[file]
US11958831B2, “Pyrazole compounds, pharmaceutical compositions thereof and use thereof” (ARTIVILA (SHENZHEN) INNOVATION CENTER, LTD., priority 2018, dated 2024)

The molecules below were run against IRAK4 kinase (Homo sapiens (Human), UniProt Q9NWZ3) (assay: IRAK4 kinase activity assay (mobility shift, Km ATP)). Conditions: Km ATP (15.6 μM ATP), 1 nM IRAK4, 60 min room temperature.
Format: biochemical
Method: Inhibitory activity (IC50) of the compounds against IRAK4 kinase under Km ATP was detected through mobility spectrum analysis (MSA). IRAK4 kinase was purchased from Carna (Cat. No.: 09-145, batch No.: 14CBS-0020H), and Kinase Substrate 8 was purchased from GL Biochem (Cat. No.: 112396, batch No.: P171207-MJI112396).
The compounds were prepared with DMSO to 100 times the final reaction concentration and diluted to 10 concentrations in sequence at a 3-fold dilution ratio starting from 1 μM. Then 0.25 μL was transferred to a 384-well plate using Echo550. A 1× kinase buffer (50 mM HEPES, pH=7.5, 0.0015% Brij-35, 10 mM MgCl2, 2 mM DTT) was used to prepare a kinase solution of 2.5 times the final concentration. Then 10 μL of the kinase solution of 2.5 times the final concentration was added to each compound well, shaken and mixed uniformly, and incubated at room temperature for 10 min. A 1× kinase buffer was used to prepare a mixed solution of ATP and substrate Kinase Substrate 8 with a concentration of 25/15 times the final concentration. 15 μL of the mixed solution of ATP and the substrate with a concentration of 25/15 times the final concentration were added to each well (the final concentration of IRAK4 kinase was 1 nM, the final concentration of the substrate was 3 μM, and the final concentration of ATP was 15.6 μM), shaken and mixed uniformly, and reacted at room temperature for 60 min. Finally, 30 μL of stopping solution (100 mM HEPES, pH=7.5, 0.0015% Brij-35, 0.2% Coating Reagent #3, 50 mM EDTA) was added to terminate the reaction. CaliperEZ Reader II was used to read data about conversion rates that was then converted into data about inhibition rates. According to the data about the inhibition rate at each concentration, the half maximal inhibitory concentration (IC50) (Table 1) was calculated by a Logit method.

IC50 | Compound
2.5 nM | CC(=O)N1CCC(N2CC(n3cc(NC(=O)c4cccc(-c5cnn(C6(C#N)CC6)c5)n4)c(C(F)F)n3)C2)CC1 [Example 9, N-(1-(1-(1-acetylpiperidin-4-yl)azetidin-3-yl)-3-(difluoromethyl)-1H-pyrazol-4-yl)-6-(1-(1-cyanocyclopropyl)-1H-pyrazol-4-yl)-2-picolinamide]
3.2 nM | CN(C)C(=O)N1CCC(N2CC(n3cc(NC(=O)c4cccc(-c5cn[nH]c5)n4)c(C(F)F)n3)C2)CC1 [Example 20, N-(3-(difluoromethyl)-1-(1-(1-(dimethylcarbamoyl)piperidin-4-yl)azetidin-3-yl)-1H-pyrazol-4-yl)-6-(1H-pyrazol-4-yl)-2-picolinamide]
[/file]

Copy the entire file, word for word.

US11958831B2, “Pyrazole compounds, pharmaceutical compositions thereof and use thereof” (ARTIVILA (SHENZHEN) INNOVATION CENTER, LTD., priority 2018, dated 2024)

The molecules below were run against IRAK4 kinase (Homo sapiens (Human), UniProt Q9NWZ3) (assay: IRAK4 kinase activity assay (mobility shift, Km ATP)). Conditions: Km ATP (15.6 μM ATP), 1 nM IRAK4, 60 min room temperature.
Format: biochemical
Method: Inhibitory activity (IC50) of the compounds against IRAK4 kinase under Km ATP was detected through mobility spectrum analysis (MSA). IRAK4 kinase was purchased from Carna (Cat. No.: 09-145, batch No.: 14CBS-0020H), and Kinase Substrate 8 was purchased from GL Biochem (Cat. No.: 112396, batch No.: P171207-MJI112396).
The compounds were prepared with DMSO to 100 times the final reaction concentration and diluted to 10 concentrations in sequence at a 3-fold dilution ratio starting from 1 μM. Then 0.25 μL was transferred to a 384-well plate using Echo550. A 1× kinase buffer (50 mM HEPES, pH=7.5, 0.0015% Brij-35, 10 mM MgCl2, 2 mM DTT) was used to prepare a kinase solution of 2.5 times the final concentration. Then 10 μL of the kinase solution of 2.5 times the final concentration was added to each compound well, shaken and mixed uniformly, and incubated at room temperature for 10 min. A 1× kinase buffer was used to prepare a mixed solution of ATP and substrate Kinase Substrate 8 with a concentration of 25/15 times the final concentration. 15 μL of the mixed solution of ATP and the substrate with a concentration of 25/15 times the final concentration were added to each well (the final concentration of IRAK4 kinase was 1 nM, the final concentration of the substrate was 3 μM, and the final concentration of ATP was 15.6 μM), shaken and mixed uniformly, and reacted at room temperature for 60 min. Finally, 30 μL of stopping solution (100 mM HEPES, pH=7.5, 0.0015% Brij-35, 0.2% Coating Reagent #3, 50 mM EDTA) was added to terminate the reaction. CaliperEZ Reader II was used to read data about conversion rates that was then converted into data about inhibition rates. According to the data about the inhibition rate at each concentration, the half maximal inhibitory concentration (IC50) (Table 1) was calculated by a Logit method.

IC50 | Compound
2.5 nM | CC(=O)N1CCC(N2CC(n3cc(NC(=O)c4cccc(-c5cnn(C6(C#N)CC6)c5)n4)c(C(F)F)n3)C2)CC1 [Example 9, N-(1-(1-(1-acetylpiperidin-4-yl)azetidin-3-yl)-3-(difluoromethyl)-1H-pyrazol-4-yl)-6-(1-(1-cyanocyclopropyl)-1H-pyrazol-4-yl)-2-picolinamide]
3.2 nM | CN(C)C(=O)N1CCC(N2CC(n3cc(NC(=O)c4cccc(-c5cn[nH]c5)n4)c(C(F)F)n3)C2)CC1 [Example 20, N-(3-(difluoromethyl)-1-(1-(1-(dimethylcarbamoyl)piperidin-4-yl)azetidin-3-yl)-1H-pyrazol-4-yl)-6-(1H-pyrazol-4-yl)-2-picolinamide]